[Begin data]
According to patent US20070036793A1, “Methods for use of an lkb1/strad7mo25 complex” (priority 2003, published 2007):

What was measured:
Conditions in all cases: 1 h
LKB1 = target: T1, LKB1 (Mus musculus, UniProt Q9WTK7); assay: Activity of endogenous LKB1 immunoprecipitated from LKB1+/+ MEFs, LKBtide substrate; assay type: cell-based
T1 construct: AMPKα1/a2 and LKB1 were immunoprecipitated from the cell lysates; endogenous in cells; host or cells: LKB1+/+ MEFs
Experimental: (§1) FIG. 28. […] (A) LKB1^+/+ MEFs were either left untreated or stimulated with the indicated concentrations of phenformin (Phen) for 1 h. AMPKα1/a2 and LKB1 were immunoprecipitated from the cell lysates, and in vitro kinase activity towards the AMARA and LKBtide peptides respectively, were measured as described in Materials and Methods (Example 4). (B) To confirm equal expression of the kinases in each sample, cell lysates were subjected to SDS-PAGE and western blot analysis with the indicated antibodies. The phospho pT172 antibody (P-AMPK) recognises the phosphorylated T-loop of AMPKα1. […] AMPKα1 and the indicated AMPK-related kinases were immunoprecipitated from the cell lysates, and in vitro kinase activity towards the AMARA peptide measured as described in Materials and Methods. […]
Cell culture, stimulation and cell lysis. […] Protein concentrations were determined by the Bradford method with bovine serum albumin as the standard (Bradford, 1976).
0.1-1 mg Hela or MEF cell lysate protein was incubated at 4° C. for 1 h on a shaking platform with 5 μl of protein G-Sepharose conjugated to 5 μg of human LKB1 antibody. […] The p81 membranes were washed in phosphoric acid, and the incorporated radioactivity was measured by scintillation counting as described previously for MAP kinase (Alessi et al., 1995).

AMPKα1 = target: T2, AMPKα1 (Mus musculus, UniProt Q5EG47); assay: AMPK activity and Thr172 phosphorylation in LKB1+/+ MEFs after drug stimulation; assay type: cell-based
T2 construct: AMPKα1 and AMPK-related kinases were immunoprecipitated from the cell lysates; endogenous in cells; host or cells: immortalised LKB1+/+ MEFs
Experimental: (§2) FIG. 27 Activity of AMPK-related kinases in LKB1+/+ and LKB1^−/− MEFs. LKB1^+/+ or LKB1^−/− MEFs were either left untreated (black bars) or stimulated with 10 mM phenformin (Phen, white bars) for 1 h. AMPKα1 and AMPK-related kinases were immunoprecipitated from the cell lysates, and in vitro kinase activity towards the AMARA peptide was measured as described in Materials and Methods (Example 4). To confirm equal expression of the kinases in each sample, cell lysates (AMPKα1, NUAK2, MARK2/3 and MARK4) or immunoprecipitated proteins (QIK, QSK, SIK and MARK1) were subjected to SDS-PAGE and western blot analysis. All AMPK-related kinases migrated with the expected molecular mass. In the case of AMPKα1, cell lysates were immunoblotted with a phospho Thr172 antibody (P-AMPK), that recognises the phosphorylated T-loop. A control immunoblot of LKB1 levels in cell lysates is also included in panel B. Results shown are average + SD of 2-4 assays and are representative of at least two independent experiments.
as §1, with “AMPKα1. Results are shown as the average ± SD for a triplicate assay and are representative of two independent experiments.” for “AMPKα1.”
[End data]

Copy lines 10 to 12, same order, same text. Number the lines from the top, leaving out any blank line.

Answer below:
T2 construct: AMPKα1 and AMPK-related kinases were immunoprecipitated from the cell lysates; endogenous in cells; host or cells: immortalised LKB1+/+ MEFs
Experimental: (§2) FIG. 27 Activity of AMPK-related kinases in LKB1+/+ and LKB1^−/− MEFs. LKB1^+/+ or LKB1^−/− MEFs were either left untreated (black bars) or stimulated with 10 mM phenformin (Phen, white bars) for 1 h. AMPKα1 and AMPK-related kinases were immunoprecipitated from the cell lysates, and in vitro kinase activity towards the AMARA peptide was measured as described in Materials and Methods (Example 4). To confirm equal expression of the kinases in each sample, cell lysates (AMPKα1, NUAK2, MARK2/3 and MARK4) or immunoprecipitated proteins (QIK, QSK, SIK and MARK1) were subjected to SDS-PAGE and western blot analysis. All AMPK-related kinases migrated with the expected molecular mass. In the case of AMPKα1, cell lysates were immunoblotted with a phospho Thr172 antibody (P-AMPK), that recognises the phosphorylated T-loop. A control immunoblot of LKB1 levels in cell lysates is also included in panel B. Results shown are average + SD of 2-4 assays and are representative of at least two independent experiments.
as §1, with “AMPKα1. Results are shown as the average ± SD for a triplicate assay and are representative of two independent experiments.” for “AMPKα1.”